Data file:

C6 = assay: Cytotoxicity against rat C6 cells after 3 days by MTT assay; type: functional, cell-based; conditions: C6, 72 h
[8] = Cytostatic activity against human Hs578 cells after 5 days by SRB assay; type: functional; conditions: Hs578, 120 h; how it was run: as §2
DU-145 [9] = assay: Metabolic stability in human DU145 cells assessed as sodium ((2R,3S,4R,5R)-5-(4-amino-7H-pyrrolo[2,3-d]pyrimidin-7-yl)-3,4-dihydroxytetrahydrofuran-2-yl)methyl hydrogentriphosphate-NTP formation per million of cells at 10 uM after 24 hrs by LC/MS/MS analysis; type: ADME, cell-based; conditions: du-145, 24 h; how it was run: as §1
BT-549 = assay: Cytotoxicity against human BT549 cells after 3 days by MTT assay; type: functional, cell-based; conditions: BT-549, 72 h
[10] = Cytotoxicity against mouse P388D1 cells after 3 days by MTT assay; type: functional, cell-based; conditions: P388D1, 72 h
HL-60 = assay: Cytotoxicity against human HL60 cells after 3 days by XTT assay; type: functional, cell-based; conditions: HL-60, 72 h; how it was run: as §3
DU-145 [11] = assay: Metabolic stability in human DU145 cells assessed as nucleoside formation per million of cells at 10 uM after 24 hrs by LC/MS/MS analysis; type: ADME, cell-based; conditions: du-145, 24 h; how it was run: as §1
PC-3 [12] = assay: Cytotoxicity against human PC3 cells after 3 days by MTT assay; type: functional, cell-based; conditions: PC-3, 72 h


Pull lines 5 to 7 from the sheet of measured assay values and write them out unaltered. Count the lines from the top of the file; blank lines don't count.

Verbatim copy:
[10] = Cytotoxicity against mouse P388D1 cells after 3 days by MTT assay; type: functional, cell-based; conditions: P388D1, 72 h
HL-60 = assay: Cytotoxicity against human HL60 cells after 3 days by XTT assay; type: functional, cell-based; conditions: HL-60, 72 h; how it was run: as §3
DU-145 [11] = assay: Metabolic stability in human DU145 cells assessed as nucleoside formation per million of cells at 10 uM after 24 hrs by LC/MS/MS analysis; type: ADME, cell-based; conditions: du-145, 24 h; how it was run: as §1